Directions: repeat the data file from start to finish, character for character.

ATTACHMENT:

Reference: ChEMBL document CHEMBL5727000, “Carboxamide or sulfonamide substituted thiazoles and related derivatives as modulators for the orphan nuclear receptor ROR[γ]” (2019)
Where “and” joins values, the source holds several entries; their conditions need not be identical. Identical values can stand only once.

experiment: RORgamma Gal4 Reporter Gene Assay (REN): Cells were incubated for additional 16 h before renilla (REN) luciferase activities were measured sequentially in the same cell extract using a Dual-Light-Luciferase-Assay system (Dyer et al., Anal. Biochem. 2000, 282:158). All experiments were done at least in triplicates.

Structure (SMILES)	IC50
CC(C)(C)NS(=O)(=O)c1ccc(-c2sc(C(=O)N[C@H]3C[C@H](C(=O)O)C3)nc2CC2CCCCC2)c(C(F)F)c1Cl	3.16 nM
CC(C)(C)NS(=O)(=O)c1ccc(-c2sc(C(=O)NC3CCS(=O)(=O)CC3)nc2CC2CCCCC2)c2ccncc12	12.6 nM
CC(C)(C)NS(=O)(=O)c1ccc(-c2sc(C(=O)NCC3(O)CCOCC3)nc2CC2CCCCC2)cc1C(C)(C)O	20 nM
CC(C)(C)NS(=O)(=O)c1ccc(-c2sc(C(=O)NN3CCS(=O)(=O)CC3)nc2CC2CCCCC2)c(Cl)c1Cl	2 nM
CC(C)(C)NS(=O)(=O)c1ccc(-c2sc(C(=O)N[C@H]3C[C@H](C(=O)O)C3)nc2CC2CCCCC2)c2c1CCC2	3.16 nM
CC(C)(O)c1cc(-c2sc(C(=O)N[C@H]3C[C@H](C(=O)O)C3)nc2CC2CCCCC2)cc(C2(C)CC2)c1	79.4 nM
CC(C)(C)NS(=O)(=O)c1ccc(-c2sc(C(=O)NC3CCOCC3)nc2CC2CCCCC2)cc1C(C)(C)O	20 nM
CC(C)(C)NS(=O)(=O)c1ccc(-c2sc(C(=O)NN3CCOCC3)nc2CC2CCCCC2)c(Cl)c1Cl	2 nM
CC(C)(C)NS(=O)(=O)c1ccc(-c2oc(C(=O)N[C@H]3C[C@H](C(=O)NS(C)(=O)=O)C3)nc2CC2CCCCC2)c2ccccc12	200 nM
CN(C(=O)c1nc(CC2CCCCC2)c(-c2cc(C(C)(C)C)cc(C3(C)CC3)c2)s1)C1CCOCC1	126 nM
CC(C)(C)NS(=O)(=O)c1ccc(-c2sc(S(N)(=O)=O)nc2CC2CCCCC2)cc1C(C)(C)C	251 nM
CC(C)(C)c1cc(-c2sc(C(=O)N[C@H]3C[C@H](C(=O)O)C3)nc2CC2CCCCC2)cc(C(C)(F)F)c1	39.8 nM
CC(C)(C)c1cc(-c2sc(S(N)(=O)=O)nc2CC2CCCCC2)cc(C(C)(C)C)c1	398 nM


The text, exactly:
Reference: ChEMBL document CHEMBL5727000, “Carboxamide or sulfonamide substituted thiazoles and related derivatives as modulators for the orphan nuclear receptor ROR[γ]” (2019)
Where “and” joins values, the source holds several entries; their conditions need not be identical. Identical values can stand only once.

experiment: RORgamma Gal4 Reporter Gene Assay (REN): Cells were incubated for additional 16 h before renilla (REN) luciferase activities were measured sequentially in the same cell extract using a Dual-Light-Luciferase-Assay system (Dyer et al., Anal. Biochem. 2000, 282:158). All experiments were done at least in triplicates.

Structure (SMILES)	IC50
CC(C)(C)NS(=O)(=O)c1ccc(-c2sc(C(=O)N[C@H]3C[C@H](C(=O)O)C3)nc2CC2CCCCC2)c(C(F)F)c1Cl	3.16 nM
CC(C)(C)NS(=O)(=O)c1ccc(-c2sc(C(=O)NC3CCS(=O)(=O)CC3)nc2CC2CCCCC2)c2ccncc12	12.6 nM
CC(C)(C)NS(=O)(=O)c1ccc(-c2sc(C(=O)NCC3(O)CCOCC3)nc2CC2CCCCC2)cc1C(C)(C)O	20 nM
CC(C)(C)NS(=O)(=O)c1ccc(-c2sc(C(=O)NN3CCS(=O)(=O)CC3)nc2CC2CCCCC2)c(Cl)c1Cl	2 nM
CC(C)(C)NS(=O)(=O)c1ccc(-c2sc(C(=O)N[C@H]3C[C@H](C(=O)O)C3)nc2CC2CCCCC2)c2c1CCC2	3.16 nM
CC(C)(O)c1cc(-c2sc(C(=O)N[C@H]3C[C@H](C(=O)O)C3)nc2CC2CCCCC2)cc(C2(C)CC2)c1	79.4 nM
CC(C)(C)NS(=O)(=O)c1ccc(-c2sc(C(=O)NC3CCOCC3)nc2CC2CCCCC2)cc1C(C)(C)O	20 nM
CC(C)(C)NS(=O)(=O)c1ccc(-c2sc(C(=O)NN3CCOCC3)nc2CC2CCCCC2)c(Cl)c1Cl	2 nM
CC(C)(C)NS(=O)(=O)c1ccc(-c2oc(C(=O)N[C@H]3C[C@H](C(=O)NS(C)(=O)=O)C3)nc2CC2CCCCC2)c2ccccc12	200 nM
CN(C(=O)c1nc(CC2CCCCC2)c(-c2cc(C(C)(C)C)cc(C3(C)CC3)c2)s1)C1CCOCC1	126 nM
CC(C)(C)NS(=O)(=O)c1ccc(-c2sc(S(N)(=O)=O)nc2CC2CCCCC2)cc1C(C)(C)C	251 nM
CC(C)(C)c1cc(-c2sc(C(=O)N[C@H]3C[C@H](C(=O)O)C3)nc2CC2CCCCC2)cc(C(C)(F)F)c1	39.8 nM
CC(C)(C)c1cc(-c2sc(S(N)(=O)=O)nc2CC2CCCCC2)cc(C(C)(C)C)c1	398 nM